that of Attorney Homer Greene, of
Honesdale, was 'presented by, the
Wayne county conferees. The name
of W. N. Reynolds, of Tunkhannock,
was presented ny tho Wyoming
county conferee. A vote was taken
which resulted In Ainey receiving
seven votes, Greene, two, and Rey
nolds, one. Captain Ainey had re
ceived the united support of the
Bradford and 'Susquehanna delaga-
tlons while Wayne and Wyoming
had voted for their favorite sons.
Upon the announcement of the
vote V. A. Decker of Wayne county
moved that the vote 'bo made unani
mous and this motion was seconded
by "Henry M. Harding, of Wyoming
county. The motion prevailed and
Captain Ainey was declared the nom
inee of the Republican party In the
famous old Wilmot-Grow district.
Dr. C. H. Rockwell Democratic Can
didate. u
Tunkhannock, Sept. 7.Tho' Dem
ocrats and Keystone conferees' of the
Fourteenth Congressional district,
composed of Bradford, Susquehanna,
Wyoming and Wayne counties, met
here today in joint session and nom
mated Dr. C. H. Rockwell, Monroe
ton, to fill the vacancy in congress
caused by the death of Hon. George
W. Kipp.
New York, Sept. 7. Dr. Freder
ick A. Cook will go to Rome at the
end of this month to attend the in
ternatlonal congress of geographical
societies in October. So states the
company which will publish Dr,
Cook's book, " My Attainment of the
Henry H. Holder has resumed his
duties with the Lackawanna Trust
and Safe Deposit company, after
spending his vacation at Atlantic
City and Honesdale.
Andrew Kauff and son. Walter,
spent baturday and Sunday with
friends at Honesdale. They were
accompanied homo by the former's
daughter, Viola, who has been
spending the last two weeks at
Dr. and Mrs. B. Golden, Carbon
dale, are the nroud narents of a lit
tie son. Dr. Golden, Jr., arrived
Monday evening, September 4.
Mother and son are both getting
aiong lamousiy.
E. G. Simons, of the Boll Tele-
pnone company, scranton, was a
business caller In town, Wednesday.
Honesdale Man Marries!
Westboro Girl
Westboro, Mass., Aug. 31. Miss
Marguerite W. Nason, daughter of Mr
and Mrs. John S. Nason, John street,
Westboro, and Walter Merrick Whit
ney, son of Mrs. Jane A. Whitney,
Honesdale, Pa., were married to
night at 7:30 o'clock In the Evan
gelical church.
The ceremony was performed by
Rev. John J. Walker, treasurer of
the Massachusetts Homo Missionary
society In Boston, formerly pastor of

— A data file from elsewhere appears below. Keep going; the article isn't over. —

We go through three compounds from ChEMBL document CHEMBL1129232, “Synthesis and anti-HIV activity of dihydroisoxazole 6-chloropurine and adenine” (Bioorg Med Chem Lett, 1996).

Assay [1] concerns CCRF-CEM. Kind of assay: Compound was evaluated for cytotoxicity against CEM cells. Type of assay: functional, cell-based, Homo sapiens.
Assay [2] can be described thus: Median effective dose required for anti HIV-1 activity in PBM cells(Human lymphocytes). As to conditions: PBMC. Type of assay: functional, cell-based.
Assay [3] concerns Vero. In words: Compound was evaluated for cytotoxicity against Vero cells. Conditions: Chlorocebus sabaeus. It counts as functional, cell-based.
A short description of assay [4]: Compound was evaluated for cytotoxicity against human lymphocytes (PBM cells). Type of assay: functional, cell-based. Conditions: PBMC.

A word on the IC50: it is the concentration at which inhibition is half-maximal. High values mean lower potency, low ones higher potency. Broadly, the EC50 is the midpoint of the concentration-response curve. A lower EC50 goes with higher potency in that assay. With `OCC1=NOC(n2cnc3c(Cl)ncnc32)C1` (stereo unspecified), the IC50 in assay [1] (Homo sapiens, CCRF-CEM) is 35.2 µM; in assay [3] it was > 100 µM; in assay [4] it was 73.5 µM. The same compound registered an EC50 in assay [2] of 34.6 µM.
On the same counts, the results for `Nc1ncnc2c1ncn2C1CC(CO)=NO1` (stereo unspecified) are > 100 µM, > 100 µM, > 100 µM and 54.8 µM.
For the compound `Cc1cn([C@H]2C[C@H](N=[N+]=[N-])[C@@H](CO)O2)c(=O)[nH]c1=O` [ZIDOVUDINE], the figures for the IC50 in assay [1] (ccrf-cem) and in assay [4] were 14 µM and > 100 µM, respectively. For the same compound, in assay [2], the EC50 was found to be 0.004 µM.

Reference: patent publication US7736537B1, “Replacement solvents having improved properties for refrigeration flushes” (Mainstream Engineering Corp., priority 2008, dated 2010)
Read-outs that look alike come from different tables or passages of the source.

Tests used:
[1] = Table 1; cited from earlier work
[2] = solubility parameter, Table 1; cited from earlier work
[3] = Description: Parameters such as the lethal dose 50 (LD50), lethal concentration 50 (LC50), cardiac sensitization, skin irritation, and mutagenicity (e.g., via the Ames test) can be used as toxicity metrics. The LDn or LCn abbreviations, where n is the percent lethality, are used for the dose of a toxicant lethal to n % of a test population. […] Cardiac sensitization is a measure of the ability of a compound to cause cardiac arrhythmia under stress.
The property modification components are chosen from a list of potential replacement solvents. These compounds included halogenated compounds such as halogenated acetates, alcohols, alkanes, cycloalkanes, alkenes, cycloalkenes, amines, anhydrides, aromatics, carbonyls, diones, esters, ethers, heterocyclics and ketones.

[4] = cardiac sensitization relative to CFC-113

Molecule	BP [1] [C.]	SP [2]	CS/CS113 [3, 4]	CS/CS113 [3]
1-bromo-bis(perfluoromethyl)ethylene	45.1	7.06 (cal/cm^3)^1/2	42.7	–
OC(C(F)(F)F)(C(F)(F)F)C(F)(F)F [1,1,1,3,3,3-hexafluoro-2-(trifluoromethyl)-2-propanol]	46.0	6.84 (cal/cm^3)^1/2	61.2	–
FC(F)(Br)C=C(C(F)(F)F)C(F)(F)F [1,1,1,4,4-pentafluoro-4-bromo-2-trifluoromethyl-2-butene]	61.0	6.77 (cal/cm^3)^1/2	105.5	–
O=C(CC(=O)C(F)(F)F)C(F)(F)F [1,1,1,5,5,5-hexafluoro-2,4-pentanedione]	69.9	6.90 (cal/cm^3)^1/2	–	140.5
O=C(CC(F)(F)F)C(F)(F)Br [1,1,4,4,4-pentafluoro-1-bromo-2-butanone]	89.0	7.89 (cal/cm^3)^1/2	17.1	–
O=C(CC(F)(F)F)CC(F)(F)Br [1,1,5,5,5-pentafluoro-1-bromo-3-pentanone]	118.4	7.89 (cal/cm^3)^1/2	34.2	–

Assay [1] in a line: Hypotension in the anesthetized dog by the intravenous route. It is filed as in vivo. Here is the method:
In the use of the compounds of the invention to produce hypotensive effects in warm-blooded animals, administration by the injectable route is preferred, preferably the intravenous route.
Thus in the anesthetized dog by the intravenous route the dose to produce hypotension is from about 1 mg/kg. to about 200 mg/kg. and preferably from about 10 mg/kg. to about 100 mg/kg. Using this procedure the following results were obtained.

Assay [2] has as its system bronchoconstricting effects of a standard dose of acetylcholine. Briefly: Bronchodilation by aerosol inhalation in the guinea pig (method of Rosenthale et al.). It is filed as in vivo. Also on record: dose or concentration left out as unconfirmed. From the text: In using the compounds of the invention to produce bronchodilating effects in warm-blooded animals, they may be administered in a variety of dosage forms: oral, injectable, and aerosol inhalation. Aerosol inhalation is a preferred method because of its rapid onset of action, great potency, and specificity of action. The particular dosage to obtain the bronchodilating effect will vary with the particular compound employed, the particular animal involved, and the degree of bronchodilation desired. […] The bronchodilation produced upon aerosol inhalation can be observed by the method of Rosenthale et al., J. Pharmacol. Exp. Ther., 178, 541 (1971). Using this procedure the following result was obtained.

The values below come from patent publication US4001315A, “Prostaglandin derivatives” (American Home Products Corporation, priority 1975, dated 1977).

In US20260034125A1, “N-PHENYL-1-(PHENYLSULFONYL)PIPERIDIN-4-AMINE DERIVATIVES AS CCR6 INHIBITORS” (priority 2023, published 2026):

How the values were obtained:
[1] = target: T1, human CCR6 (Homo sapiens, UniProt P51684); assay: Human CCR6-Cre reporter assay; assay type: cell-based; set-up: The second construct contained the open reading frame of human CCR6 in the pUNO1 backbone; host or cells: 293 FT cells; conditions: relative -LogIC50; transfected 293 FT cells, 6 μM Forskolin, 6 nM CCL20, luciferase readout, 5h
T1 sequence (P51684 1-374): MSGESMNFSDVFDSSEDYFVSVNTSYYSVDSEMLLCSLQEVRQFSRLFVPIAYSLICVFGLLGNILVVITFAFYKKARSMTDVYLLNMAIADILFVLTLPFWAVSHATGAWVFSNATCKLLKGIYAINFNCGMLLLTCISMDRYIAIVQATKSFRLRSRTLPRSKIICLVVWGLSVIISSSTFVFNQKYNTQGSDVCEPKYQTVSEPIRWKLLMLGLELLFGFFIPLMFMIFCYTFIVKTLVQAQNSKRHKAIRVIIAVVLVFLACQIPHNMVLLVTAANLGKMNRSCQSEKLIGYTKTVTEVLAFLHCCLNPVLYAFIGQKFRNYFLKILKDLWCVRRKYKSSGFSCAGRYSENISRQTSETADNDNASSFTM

the Westboro Evangelical church.
Many acquaintances and relatives
of the young people were In the
church. The wedding march was
played by John Hermann Lord, Bos
ton. The best man was R. Milton Sal
mon, Honesdale, Pa., and there were
three brldemaids, Miss Jane A. Na
son, Miss Elizabeth C, Nason and
Miss Helen C. Stebblns.
The maid 'of honor was Miss
Gladys Ralston, Joplln, Mo., and the
flower girl Miss Elizabeth Brigham,
daughter of Mr. and Mrs. Edward
The ushers were Noah Nason,
brother of the bride, and Frank A.
Jenkins, Henry R. Menner and Chas.
W. Dorninger, Honesdale, Pa.
The bridal gown was white satin
with court train with trimmings of
applique lace and pearl, and tulle
veil with point applique cap. She
carried a shower bouquet of roses
and lilies of the valley.
The maids wore dainty gowns of
yellow messallne with lavender chif
fon over-dress, and carried a bou
quet of yellow snapdragon and laven
der asters tied with yellow chiffon.
The gown of the maid of honor
was yellow crepe de metier. She car
ried lavender sweet peas. The gown
of the flower girl was white point d'
esprit. She carried a basket of yel
low marguerites and lavender sweet
The gift of the groom to the bride
was a handsome crescent of dia
monds and pearls, and gifts of the
bride to her attendants were pend
ants of baroque pearl and topaz in
the shape of a marguerite. The gift
to the ushers from the groom was
cuff links.
Immediately after tho church cer-
avnony.CMr. and MrsWhltney. receiv
ed relatives and acquaintances at the
home of the bride's parents, John
street, where the young couple were
assisted by Mr. and Mrs. J. S. Na
son. The gifts received were numer
ous and of value, many of them Im
ported. Mr. and Mrs. Whitney left
on their honeymoon to tho Adiron
dack mountains.
The bride has always resided In
Westboro with her parents, and is
one of the most widely known of
Westboro s younger set. She has
been showered and entertained ex
tensively by her girl acquaintances
since the announcement of her en
gagement. The church was decorated beauti
fully with a rich display of flowers
and 'palms, hydrangeas and golden
glow predominating.
The Fairview Lake association,
composed of owners of cottages bor-
uering on tnat neautuui lake, iorm-
erly known as Big Pond, Pike coun
ty, is doing good work along the
line of improvements and protection
for the cottagers.
The association is planning to
connect Fairview Lake with the Mill
Pond, a short distance from the
former lake. Tho Mill Pond, like
Fairview Lake, is fed principally by
springs. By rebuilding the dam at
the outlet of the Mill Pond and con
necting the two lakes by enlarging
tho channel between tho two bodies
of water a lake about three miles
long can -be made. This can be done